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Offline Rapunzel

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« on: March 15, 2014, 06:57:46 PM »

Offline Rapunzel

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« Reply #1 on: March 15, 2014, 06:58:37 PM »
Clinton handed over our secrets to the Chinese when he was President - why would we think Obama hasn't been doing the same thing?

Offline Howie66

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« Reply #2 on: March 15, 2014, 08:01:39 PM »
Clinton handed over our secrets to the Chinese when he was President - why would we think Obama hasn't been doing the same thing?

Good thing that I continued reading. I would have posted the same thang.   :beer:
I come in peace, I didn't bring artillery.  But I am pleading with you with tears in my eyes:  If you bleep with me, I'll kill you all.

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I didn't enlist in the Corps just to watch my country become a Third World Communist Shit-hole. Don't know anyone who did.

Offline Rapunzel

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« Reply #3 on: March 15, 2014, 08:31:59 PM »
Good thing that I continued reading. I would have posted the same thang.   :beer:

After Clinton left office I read Bill Gertz book where he laid it all out for us..... fact is American manufacturers don't really care who they sell to as long as the CEO's can line their pockets.

Offline Howie66

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« Reply #4 on: March 15, 2014, 08:37:43 PM »
After Clinton left office I read Bill Gertz book where he laid it all out for us..... fact is American manufacturers don't really care who they sell to as long as the CEO's can line their pockets.

It's also interesting to note just how many of these same CEOs love to contribute to people like Clinton, Obama and RATs/RINOs in general.
I come in peace, I didn't bring artillery.  But I am pleading with you with tears in my eyes:  If you bleep with me, I'll kill you all.

Marine General James Mattis, to Iraqi tribal leaders (Note: Mattis did NOT say "BLEEP". He threw the F Bomb)

I didn't enlist in the Corps just to watch my country become a Third World Communist Shit-hole. Don't know anyone who did.

Offline Rapunzel

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« Reply #5 on: March 15, 2014, 09:06:23 PM »
It's also interesting to note just how many of these same CEOs love to contribute to people like Clinton, Obama and RATs/RINOs in general.

That it is.

Offline Oceander

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« Reply #6 on: March 16, 2014, 01:00:21 AM »
After Clinton left office I read Bill Gertz book where he laid it all out for us..... fact is American manufacturers don't really care who they sell to as long as the CEO's can line their pockets.

Uhmm, not to put to fine a point on it, but isn't that sort of the ne plus ultra of free markets and capitalism - selling to whomever will pay the highest price?  And if all that's involved is selling - healthy free market activity - then isn't what's earned just honest profit, not lining of pockets?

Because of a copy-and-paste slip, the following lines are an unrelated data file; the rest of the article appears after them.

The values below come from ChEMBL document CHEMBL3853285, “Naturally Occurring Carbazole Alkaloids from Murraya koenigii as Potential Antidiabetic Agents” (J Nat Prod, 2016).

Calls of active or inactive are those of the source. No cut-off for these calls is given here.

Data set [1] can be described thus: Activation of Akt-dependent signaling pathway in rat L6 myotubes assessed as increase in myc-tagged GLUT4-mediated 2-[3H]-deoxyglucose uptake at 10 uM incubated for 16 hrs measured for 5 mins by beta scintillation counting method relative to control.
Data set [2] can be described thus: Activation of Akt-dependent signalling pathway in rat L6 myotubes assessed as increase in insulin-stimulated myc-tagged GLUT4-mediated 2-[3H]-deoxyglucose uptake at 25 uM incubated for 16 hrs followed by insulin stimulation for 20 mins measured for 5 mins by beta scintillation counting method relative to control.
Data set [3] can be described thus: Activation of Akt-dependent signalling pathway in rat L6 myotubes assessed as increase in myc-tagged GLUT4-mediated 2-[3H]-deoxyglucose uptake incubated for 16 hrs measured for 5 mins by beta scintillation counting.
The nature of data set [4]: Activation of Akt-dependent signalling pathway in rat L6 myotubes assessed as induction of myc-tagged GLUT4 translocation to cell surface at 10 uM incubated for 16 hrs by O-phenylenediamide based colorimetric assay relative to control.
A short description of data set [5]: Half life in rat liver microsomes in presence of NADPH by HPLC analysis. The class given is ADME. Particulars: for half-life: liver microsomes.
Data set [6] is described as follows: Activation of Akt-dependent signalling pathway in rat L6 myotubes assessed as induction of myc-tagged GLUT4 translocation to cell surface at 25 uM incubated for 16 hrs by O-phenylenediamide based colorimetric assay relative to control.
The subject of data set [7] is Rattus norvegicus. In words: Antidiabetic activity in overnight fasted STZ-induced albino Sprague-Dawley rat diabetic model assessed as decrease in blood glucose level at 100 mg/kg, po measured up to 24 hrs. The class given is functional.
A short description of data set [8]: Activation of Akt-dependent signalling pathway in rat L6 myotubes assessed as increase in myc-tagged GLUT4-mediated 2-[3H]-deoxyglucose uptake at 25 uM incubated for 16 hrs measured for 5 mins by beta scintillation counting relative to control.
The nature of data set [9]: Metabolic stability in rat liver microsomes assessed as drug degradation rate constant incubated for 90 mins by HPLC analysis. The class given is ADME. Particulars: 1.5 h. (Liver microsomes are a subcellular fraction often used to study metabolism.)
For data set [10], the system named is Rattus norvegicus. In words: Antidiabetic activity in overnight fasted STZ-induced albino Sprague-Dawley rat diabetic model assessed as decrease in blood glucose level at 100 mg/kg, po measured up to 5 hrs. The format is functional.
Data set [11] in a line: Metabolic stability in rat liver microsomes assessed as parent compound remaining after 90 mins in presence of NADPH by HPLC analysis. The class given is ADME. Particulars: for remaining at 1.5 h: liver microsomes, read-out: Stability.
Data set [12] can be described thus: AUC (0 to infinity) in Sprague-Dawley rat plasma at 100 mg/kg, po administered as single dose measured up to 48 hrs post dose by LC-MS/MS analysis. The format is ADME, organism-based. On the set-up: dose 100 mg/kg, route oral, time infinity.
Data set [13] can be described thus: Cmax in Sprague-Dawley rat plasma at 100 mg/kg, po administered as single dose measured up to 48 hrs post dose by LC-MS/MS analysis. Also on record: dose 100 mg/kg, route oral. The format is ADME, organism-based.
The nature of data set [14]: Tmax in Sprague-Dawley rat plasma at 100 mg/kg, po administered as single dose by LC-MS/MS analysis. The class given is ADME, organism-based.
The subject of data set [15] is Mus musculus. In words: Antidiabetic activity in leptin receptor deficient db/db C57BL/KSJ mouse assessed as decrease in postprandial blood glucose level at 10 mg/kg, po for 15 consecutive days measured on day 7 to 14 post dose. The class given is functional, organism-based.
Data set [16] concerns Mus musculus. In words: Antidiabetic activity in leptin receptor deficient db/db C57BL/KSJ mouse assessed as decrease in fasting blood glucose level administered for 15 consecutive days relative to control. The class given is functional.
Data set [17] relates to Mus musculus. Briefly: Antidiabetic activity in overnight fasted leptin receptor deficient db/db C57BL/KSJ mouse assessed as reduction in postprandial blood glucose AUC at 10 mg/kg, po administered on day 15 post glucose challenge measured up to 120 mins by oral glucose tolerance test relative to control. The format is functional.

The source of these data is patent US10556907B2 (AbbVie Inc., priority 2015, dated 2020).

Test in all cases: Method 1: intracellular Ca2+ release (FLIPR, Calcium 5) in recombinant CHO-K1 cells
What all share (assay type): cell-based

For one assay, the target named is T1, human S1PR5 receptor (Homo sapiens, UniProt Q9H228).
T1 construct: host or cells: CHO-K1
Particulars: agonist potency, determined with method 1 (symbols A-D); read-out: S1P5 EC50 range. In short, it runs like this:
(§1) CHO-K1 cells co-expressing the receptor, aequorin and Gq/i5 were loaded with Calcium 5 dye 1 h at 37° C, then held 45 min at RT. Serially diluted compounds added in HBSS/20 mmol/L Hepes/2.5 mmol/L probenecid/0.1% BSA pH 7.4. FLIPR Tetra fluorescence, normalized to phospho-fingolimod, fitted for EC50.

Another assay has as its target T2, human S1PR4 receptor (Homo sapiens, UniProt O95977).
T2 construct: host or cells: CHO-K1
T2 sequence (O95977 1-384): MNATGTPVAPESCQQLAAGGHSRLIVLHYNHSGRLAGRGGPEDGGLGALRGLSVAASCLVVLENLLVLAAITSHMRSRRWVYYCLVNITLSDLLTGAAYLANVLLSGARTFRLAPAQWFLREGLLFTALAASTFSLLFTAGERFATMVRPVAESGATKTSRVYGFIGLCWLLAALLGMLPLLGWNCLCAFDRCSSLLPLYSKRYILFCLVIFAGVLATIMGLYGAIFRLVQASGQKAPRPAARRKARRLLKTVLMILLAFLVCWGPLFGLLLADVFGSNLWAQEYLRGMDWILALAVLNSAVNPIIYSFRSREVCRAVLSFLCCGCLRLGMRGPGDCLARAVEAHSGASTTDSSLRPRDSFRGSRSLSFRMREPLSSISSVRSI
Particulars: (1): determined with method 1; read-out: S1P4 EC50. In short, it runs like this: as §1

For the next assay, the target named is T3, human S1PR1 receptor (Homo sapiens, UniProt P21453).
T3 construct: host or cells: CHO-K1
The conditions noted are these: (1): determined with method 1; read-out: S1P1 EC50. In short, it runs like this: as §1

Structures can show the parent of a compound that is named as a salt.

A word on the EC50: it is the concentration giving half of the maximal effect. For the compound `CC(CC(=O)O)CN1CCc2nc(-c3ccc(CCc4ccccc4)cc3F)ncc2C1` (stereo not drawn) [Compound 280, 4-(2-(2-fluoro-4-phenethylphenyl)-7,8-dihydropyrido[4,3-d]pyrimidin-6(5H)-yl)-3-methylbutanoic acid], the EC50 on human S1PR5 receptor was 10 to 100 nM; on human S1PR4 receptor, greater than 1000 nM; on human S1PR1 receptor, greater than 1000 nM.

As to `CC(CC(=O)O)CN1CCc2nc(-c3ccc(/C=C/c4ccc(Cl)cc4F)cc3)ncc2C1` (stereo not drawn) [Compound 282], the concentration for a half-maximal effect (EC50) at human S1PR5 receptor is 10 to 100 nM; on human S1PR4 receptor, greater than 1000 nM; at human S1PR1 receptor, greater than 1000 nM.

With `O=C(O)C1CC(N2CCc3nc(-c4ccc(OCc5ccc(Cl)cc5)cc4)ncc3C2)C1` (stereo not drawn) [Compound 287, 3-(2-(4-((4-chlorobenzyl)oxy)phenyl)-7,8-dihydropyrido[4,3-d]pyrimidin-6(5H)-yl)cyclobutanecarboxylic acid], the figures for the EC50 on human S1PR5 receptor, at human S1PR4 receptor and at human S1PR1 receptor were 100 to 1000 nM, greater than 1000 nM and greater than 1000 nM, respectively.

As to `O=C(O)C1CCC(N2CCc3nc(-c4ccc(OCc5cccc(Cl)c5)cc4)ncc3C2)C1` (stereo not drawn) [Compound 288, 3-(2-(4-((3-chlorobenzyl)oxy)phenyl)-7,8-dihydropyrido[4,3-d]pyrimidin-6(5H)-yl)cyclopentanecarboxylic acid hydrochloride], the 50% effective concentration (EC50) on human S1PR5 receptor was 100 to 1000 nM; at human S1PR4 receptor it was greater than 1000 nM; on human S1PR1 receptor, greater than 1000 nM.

Offline Rapunzel

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« Reply #7 on: March 16, 2014, 01:09:14 AM »
Uhmm, not to put to fine a point on it, but isn't that sort of the ne plus ultra of free markets and capitalism - selling to whomever will pay the highest price?  And if all that's involved is selling - healthy free market activity - then isn't what's earned just honest profit, not lining of pockets?

Not sure giving our top secret plans to our top secret military equipment calls in that category... at least to me.. some things are propitiatory and should remain that way... he gave them actual plans to our top of the line subs and aircraft carriers, not to mention our planes.

Offline Oceander

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« Reply #8 on: March 16, 2014, 01:21:54 AM »
Not sure giving our top secret plans to our top secret military equipment calls in that category... at least to me.. some things are propitiatory and should remain that way... he gave them actual plans to our top of the line subs and aircraft carriers, not to mention our planes.

Then it's the government's job to make sure top secret secrets stay that way and that when it deals with a business it writes into its contracts sufficient secrecy requirements as well as mechanisms to verify that secrecy is being maintained.  That is precisely how any garden-variety business with trade secrets protects its trade secrets when it deals with other businesses, so I fail to see why the government cannot do that as well.  The verification methods should be robust enough to catch all high potential problems before too much is lost, and the agreed upon penalties in the contract should be severe enough to ensure that the private businesses' interests are fully aligned with those of the government.  Otherwise, I find it hard to denigrate a business for doing precisely what it's supposed to be doing - making a profit selling its wares for the highest price offered.